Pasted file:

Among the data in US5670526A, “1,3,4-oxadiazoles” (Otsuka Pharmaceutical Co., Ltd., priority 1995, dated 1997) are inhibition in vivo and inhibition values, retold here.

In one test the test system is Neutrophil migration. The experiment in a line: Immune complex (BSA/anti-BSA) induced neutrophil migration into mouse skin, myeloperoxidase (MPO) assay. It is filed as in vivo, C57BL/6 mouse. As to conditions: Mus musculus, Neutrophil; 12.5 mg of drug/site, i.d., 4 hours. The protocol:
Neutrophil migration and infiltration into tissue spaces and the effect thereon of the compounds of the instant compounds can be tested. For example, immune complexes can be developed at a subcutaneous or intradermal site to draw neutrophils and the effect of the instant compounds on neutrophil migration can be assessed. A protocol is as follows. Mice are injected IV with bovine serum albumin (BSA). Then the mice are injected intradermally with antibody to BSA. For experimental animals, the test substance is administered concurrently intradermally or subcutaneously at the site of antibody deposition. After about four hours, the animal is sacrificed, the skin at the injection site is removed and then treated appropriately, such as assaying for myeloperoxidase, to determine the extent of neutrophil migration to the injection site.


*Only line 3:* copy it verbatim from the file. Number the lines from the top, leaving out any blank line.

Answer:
Neutrophil migration and infiltration into tissue spaces and the effect thereon of the compounds of the instant compounds can be tested. For example, immune complexes can be developed at a subcutaneous or intradermal site to draw neutrophils and the effect of the instant compounds on neutrophil migration can be assessed. A protocol is as follows. Mice are injected IV with bovine serum albumin (BSA). Then the mice are injected intradermally with antibody to BSA. For experimental animals, the test substance is administered concurrently intradermally or subcutaneously at the site of antibody deposition. After about four hours, the animal is sacrificed, the skin at the injection site is removed and then treated appropriately, such as assaying for myeloperoxidase, to determine the extent of neutrophil migration to the injection site.